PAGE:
Felix a major threat to Central America; new disturbance could develop

By: Dr. Jeff Masters , 3:09 PM GMT on September 01, 2007

Tropical Storm Felix lashed the islands of Grenada, Trinidad, Tobago, Barbados, and St. Vincent and the Grenadines with winds near tropical storm force and torrential rains this morning. Visible satellite loops show that Felix is a small storm, but is steadily expanding in size and growing more organized. Low level spiral bands have formed on the eastern side, and there is one respectable upper-level outflow jet that has formed to the storm's north. Dry air on the northwest side of Felix continues to hamper its intensification, but the storm is small enough that dry air drawn in from the north coast of South America has not been a problem.

Felix is a major danger to Central America
The latest GFDL model forecasts that Felix will intensify into a Category 2 hurricane by the time it makes landfall in Belize Wednesday. The SHIPS intensity model is more aggressive, making Felix a Category 3 hurricane. Given that the environment in the Caribbean is much the same as we saw for Dean, I think we can expect a steady intensification of Felix to a Category 2 or 3 storm when it approaches the Honduras/Nicaragua border Monday night. On the current projected track of Felix, it would pass just north of the coast of Honduras, which would be an extremely dangerous situation for that country. Hurricane Fifi of 1974 passed along the north coast of Honduras in 1974 as a Category 2 hurricane (Figure 1), and dumped up to 24 inches of rain on the mountainous country. The resulting landslides and floods killed an estimated 8,000 people--the fourth deadliest hurricane disaster in the Atlantic basin. There is one important difference between Fifi and Felix--Fifi was moving slower, about 11 mph, Felix is expected to move past Honduras at about 17 mph, so will not linger as long to dump heavy rains. Even so, Felix's rains could reach 10-15 inches over Honduras, Nicaragua, Guatemala, and Belize. Officials in those nations need to prepare now for the possibility that Felix could bring a major flooding disaster to their nations.


Figure 1. Track of Hurricane Fifi of 1974, which killed 8000 people in Central America. Fifi was the fourth deadliest hurricane in Atlantic history.

Felix's threat to other locales
Felix should being winds of tropical storm force to Aruba, Bonaire, and Curacao as it passes to the north. These islands, and the northern coast of Venezuela, will also get heavy rains, but Felix should not cause any serious wind damage or floods in those areas. The ridge of high pressure that is steering Felix to the west is strong enough that a northward deviation of the storm into Jamaica and the Cayman Islands is unlikely. If Felix is going to deviate from the projected NHC forecast the next two days, I think a southward deviation into Nicaragua is more likely.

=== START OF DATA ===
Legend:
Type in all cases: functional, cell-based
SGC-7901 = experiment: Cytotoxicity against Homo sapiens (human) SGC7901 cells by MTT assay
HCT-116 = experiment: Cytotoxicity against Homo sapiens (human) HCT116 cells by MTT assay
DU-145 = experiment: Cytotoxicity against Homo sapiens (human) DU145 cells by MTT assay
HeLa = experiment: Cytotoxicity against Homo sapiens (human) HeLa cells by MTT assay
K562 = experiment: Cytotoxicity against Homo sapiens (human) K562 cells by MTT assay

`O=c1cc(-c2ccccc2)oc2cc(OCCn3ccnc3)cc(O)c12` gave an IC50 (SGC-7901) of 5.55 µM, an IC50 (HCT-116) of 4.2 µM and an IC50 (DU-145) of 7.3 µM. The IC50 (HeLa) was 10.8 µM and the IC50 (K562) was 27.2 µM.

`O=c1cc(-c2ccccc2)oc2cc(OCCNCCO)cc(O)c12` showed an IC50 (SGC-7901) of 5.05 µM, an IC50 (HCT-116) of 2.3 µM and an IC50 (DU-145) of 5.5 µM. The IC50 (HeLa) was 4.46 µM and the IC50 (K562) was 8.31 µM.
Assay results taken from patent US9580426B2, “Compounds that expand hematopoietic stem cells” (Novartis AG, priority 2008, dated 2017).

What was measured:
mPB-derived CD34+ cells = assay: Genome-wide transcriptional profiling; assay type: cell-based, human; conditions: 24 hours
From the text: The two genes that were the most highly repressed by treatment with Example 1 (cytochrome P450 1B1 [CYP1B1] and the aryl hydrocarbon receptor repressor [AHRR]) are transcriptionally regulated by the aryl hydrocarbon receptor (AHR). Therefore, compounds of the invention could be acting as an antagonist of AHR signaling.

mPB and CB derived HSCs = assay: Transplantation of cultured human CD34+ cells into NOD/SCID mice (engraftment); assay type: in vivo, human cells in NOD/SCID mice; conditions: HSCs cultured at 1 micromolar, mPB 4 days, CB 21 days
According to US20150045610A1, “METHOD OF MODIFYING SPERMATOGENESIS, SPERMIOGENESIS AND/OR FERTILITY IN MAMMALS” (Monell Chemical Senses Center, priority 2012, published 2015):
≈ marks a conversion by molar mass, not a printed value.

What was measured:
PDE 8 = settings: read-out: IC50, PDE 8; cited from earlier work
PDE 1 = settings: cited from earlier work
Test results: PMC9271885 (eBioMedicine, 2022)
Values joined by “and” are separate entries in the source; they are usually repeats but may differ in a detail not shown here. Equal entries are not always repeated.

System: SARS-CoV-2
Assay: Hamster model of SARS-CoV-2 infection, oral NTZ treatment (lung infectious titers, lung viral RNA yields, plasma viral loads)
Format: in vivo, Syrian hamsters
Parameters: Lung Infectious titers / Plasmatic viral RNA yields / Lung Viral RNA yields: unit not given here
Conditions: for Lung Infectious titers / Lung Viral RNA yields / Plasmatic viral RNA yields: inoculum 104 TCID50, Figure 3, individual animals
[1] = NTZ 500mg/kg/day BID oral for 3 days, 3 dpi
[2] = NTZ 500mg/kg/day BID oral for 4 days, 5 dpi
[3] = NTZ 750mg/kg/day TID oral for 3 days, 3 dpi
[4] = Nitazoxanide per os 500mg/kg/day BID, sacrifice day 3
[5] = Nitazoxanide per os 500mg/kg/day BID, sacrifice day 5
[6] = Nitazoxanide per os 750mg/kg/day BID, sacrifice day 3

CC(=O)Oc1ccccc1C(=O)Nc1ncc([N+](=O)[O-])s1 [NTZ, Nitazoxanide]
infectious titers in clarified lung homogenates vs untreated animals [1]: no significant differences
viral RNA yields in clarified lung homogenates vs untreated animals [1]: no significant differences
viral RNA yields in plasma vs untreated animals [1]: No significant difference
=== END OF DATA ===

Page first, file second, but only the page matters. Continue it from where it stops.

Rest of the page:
If Felix does stay far enough north to make it into the Western Caribbean on Tuesday and Wednesday, there is a trough of low pressure forecast to swing north of the region that could turn Felix on a more northwesterly track into the Gulf of Mexico. The models are split on this, and we'll have to wait and see. Those of you planning on being in Cancun or Cozumel on Wednesday should pay close attention to Felix.

The NOAA jet's first flight will be Sunday morning.

Links to follow today:
Aruba radar
Current conditions on Aruba, Bonaire, and Curacao

98L
A tropical wave in the mid-Atlantic, halfway between Africa and the Lesser Antilles, has developed a closed circulation and some heavy thunderstorm activity near the center. This disturbance has been labeled "98L" by NHC this morning. The disturbance is under about 20 knots of winds shear from strong upper-level winds from the east-southeast, but this shear is forecast to gradually slacken over the next few days, and should be below 10 knots by Monday night, and under 5 knots by Wednesday. 98L is a threat to develop into a tropical depression as early as Monday. The 12Z (8am EDT) runs of the GFDL and HWRF models both develop 98L into a tropical storm, but keep it below hurricane strength. The storm will be approaching the Lesser Antilles Islands on Wednesday or Thursday. Given 98L's more northerly starting location, it may eventually affect Puerto Rico.

My next update will be Sunday by noon EDT.

Jeff Masters

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94. sullivanweather
4:03 PM GMT on September 01, 2007
weathersp,

What's so not good about it? the NOGAPS is the northernmost soultion, basically an outlier.

All other model guidance takes it into Central America
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93. Weather456
4:04 PM GMT on September 01, 2007
weathersp, can i have the link to the website where that model chart came from
Member Since: July 24, 2005 Posts: 407 Comments: 19076
92. BahaHurican